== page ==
The spectrum analyzer is a very efficient tool for the study of the physical nature of a sound.
A periodic signal can be decomposed into the sum of sinusoidal signals.
This is decomposition by Fourier series.
The spectrum analyzer enables us to display the components as lines.
The abscissa is no longer graduated in time, but in frequency.
We therefore speak of a frequency analysis, as opposed to the temporal analysis provided by the oscilloscope.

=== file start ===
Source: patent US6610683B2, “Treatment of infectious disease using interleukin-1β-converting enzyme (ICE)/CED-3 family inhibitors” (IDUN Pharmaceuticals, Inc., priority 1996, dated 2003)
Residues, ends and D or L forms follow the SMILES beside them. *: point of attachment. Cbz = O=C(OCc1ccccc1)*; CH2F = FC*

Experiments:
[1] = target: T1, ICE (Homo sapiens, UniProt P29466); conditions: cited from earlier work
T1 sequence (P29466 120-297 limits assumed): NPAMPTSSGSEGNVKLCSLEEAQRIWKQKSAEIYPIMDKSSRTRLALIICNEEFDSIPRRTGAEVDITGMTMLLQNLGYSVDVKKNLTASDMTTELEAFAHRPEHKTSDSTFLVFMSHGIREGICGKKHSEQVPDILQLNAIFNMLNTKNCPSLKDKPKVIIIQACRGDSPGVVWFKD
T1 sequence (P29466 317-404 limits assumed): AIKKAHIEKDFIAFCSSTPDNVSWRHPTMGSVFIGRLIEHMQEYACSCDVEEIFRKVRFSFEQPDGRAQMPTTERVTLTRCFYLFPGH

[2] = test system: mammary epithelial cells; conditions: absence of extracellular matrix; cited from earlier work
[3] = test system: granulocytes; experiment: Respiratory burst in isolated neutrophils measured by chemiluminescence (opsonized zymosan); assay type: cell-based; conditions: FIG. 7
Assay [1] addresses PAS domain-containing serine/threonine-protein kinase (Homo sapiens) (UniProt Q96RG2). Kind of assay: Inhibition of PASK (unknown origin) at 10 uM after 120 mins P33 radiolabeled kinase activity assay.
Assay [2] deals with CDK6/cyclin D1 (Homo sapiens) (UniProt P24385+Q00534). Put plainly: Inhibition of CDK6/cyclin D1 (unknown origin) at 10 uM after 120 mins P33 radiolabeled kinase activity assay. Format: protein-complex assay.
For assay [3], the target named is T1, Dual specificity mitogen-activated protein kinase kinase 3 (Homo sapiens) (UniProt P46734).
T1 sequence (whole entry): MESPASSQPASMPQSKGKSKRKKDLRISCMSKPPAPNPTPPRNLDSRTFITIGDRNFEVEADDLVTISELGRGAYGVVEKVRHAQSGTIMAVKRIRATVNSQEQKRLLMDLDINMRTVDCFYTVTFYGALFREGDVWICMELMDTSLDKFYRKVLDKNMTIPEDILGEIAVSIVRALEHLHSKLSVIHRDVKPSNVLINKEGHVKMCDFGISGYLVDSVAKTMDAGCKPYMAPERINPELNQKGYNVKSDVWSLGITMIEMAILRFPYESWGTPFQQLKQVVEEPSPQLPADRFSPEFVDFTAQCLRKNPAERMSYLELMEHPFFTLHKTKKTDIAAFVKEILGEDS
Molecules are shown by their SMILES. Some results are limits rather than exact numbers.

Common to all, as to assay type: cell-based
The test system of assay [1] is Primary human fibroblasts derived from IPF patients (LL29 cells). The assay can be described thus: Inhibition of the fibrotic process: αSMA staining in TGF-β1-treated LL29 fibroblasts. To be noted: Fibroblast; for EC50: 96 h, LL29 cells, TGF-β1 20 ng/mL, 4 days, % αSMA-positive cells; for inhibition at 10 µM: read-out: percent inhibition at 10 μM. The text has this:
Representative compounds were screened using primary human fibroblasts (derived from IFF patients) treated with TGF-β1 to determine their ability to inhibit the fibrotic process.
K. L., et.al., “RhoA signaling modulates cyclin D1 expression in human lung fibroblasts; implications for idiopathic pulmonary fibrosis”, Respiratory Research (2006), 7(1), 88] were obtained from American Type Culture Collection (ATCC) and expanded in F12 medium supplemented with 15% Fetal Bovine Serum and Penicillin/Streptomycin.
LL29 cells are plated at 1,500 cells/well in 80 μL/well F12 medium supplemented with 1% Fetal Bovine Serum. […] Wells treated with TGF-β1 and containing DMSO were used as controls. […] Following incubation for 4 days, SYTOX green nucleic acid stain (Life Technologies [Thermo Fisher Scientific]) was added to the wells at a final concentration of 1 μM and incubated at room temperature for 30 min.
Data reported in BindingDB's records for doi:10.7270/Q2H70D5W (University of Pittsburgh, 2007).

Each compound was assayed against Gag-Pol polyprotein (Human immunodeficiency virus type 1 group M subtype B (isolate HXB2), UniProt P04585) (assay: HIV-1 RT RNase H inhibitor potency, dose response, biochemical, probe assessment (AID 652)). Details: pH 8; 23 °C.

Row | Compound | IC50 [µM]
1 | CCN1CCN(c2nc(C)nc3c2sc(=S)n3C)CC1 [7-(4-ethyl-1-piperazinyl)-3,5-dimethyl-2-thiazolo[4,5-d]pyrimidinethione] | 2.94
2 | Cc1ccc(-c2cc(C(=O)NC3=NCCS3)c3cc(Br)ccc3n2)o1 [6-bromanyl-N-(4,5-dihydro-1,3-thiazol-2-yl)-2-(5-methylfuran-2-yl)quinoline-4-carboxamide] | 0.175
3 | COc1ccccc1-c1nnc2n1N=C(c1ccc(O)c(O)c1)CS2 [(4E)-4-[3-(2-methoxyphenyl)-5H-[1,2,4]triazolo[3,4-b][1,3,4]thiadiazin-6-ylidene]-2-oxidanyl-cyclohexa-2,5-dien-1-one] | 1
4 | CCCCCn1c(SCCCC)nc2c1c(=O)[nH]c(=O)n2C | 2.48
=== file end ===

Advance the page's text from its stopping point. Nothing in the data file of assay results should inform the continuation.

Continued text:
The collection of lines characterizes the spectrum of the signal. For this reason, frequency analysis is also called spectral analysis.
Each line is a sinusoidal component, also called a “harmonic”.
The first line, or first harmonic, is the fundamental. It has the base frequency, f0, of the periodic signal.
The harmonics that follow are sinusoids of frequencies that are multiples of the fundamental frequency.
Spectral analysis enables us to distinguish a note played on a piano,
from the same note played on a violin.
The spectra are different. The lines are at the same frequencies, but their respective amplitudes are different.
This characteristic determines the timbre of a musical instrument.